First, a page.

Shack-a-Thon persists through rain

Students set up cardboard homes to spend the night at the Batten Student Center.

Laila Jones|Marlin Chronicle

Members of Students Against Continued Homelessness (SACH) slept outside in cardboard boxes on March 8 and 9 to boost awareness of homelessness during an annual event known as the Shack-a-Thon. The club hosted multiple speakers and events on Saturday, March 9. 

Sophomore Aiden Foley, president of SACH, said the goal of the event was “starting that conversation by putting it into their face,” referring to people who didn’t care or weren’t aware of the problem of homelessness. 

In response to a question asking why SACH was sleeping outside, Foley said, “Why are there people that have to do it?” He said that in the future, he hoped to fundraise through this event. 

It rained for most of that Saturday and during both nights. Sophomore Isaac Awogboro, secretary of SACH, was resolved to see the event through despite discussions of cancellation for the second night.

“[We’re] still going to do it tonight—people are sleeping out in the rain when they’re homeless,” Awogboro said on the first night of Shack-a-Thon.

The second night had students sleeping in the rain in cardboard boxes. “People are living homeless every day,” Awogboro said. “We’re only doing it for two.” 

Foley described an incident Saturday morning where Campus Security came over to the event. He said that security was worried that the students were actually homeless people who had somehow made their way onto campus.

“They weren’t ready to ask us if we needed a place to stay,” Foley said. “They were ready to ask us to leave.”

According to Foley, when security found out that the SACH members were students, they were permitted to stay.

Along with the night outside, SACH hosted several speakers. Among them was Jordan Brown, the lead pastor of Ocean View Church, one of the main organizers of a mission to house homeless people in churches. 

Brown gave a talk about his struggles with housing insecurity, sleeping in his car and on friends’ couches. Since then, he has done a lot of work to organize housing and support for unhoused people in the area. He said in order to help these people, one of the most important things is to give them a permanent address, which makes it easier for them to apply for jobs and get mail. 

In his talk, he discussed what he called “inspiration by burden.” Inspiration by burden is the desire to do good from experiencing a burden. He talked about his work helping found the first homeless shelter in Norfolk and all the work he has done since then.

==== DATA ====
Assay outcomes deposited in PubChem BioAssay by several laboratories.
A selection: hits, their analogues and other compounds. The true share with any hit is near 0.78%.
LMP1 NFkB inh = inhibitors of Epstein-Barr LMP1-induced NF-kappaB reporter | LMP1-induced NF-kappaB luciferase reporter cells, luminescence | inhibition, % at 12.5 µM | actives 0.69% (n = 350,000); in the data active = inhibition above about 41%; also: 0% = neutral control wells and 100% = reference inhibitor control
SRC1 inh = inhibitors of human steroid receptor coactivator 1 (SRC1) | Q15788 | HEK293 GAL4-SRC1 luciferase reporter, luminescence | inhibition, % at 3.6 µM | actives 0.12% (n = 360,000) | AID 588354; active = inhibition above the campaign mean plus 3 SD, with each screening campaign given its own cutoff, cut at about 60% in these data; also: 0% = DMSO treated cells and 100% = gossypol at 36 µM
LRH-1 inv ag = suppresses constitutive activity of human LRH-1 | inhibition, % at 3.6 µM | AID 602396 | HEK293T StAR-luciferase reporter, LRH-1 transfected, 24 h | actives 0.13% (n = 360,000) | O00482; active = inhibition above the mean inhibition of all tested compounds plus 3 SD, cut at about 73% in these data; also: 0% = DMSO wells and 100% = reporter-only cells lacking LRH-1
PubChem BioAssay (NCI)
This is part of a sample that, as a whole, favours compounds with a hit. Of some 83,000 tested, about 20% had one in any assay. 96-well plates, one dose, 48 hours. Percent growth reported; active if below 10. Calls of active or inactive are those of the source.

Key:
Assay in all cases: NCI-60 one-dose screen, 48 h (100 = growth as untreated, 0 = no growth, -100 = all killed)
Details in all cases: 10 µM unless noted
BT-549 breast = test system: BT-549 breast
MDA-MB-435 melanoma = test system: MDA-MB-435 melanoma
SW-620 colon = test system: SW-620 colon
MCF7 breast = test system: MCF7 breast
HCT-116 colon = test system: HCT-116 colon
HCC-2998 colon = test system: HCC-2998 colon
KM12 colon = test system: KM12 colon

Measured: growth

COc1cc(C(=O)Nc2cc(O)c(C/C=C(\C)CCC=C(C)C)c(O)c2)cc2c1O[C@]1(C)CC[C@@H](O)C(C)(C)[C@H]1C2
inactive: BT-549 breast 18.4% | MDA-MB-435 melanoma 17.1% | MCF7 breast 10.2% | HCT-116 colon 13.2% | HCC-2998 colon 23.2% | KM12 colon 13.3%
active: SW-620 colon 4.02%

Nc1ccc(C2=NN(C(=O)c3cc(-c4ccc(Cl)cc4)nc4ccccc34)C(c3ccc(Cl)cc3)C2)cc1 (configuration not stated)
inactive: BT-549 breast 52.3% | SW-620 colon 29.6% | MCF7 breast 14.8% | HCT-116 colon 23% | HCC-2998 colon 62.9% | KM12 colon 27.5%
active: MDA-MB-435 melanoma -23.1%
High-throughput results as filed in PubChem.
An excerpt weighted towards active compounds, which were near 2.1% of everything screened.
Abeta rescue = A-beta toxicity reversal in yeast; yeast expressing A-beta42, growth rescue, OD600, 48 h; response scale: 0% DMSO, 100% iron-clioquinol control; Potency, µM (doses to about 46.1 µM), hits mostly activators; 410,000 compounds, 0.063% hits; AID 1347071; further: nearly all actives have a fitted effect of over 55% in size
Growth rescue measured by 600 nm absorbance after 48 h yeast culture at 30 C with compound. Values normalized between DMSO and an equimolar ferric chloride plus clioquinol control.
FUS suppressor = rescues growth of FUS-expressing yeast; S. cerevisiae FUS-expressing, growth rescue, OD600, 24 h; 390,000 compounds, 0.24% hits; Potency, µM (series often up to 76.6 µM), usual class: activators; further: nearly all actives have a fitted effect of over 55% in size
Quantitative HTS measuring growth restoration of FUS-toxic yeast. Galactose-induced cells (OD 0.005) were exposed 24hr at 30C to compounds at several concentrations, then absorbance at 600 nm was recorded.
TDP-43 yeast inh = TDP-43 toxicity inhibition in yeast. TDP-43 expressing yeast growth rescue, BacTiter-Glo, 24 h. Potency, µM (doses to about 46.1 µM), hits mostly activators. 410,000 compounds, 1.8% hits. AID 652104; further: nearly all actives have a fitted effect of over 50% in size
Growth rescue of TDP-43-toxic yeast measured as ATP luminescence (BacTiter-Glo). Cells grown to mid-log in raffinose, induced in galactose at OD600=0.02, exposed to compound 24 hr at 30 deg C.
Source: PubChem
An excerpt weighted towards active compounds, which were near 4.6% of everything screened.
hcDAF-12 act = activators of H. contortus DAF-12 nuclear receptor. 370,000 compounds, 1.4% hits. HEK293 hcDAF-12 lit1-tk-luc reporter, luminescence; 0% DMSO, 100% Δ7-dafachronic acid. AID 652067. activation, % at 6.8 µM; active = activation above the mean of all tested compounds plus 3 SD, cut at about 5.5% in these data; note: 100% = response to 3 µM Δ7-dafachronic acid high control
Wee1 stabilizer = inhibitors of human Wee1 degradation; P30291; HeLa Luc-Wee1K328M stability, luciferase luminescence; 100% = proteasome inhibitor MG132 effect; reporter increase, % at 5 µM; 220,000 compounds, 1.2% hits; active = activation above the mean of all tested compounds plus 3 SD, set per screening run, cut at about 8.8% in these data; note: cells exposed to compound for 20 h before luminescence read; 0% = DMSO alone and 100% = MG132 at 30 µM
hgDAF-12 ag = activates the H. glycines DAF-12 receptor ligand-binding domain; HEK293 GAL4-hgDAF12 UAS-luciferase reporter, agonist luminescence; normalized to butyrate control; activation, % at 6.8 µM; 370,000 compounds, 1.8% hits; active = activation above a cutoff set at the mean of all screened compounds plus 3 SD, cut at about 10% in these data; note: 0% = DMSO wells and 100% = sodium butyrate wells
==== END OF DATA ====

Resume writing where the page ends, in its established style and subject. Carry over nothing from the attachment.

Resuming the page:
Junior Judah King assembling a shack for the Shack-a-Thon. 

Laila Jones|Marlin Chronicle

“We don’t have all the resources, but we’re making it work,” Brown said.

One of his big points was that homeless people, or as Brown called them, unhoused people, are people just like everyone else. The stereotypes of unhoused people as drug addicts, lazy or both don’t cover all, or even most, homeless people.

“These folks are knowledgeable, caring, loving people going through a tough time,” Brown said. “People are complex—if you don’t believe me, keep living.”

This message resonated with the members of SACH.

“We have to treat people like people,” Foley said. He said that people living on the streets were “flawed—which is what all of us are.”

“We’re all closer to being homeless than we think,” Awogboro said.

In terms of making a difference, Foley said that he was hoping to take donations soon to help homeless people. He also said that people should talk to each other about their financial struggles.

“It’s uncomfortable, but that’s the point,” Foley said.

This event marks the second annual Shack-a-Thon, which is for many students the only time they see SACH. Getting the issue of homelessness front and center, where it can’t be ignored is the point of the Shack-a-Thon, but it isn’t the only point of the club.

“Our goal is not just to run this event and then not do anything again,” Awogboro said. He talked about events that the club had hosted such as the Safe House training with guest speaker Karen Lynne. In addition, he discussed how they had helped with soup kitchens and were hoping to do more events like that in the future.

“The more we volunteer, the more we can help the community,” Awogboro said.

Brown said that if someone wanted to make a difference, the best way was to “align yourself with a good organization,” and that the most important things to help were “compassion and resources.”

“The rest of it can and will take care of itself,” Brown said.

Foley discussed issues with apathy, which he said was “on the rise.” He said a common thing among young people was the idea: “I’m just one person, what can I do?”

Foley pushed back on this idea. He said that he founded this club because there wasn’t anything like it on campus, and he wanted there to be. As he put it, “you’re only one person until you find somebody else.”

“All that’s necessary for a force of good to be created is to find a couple of people that want to do good,” Foley said.

By Victoria Haneline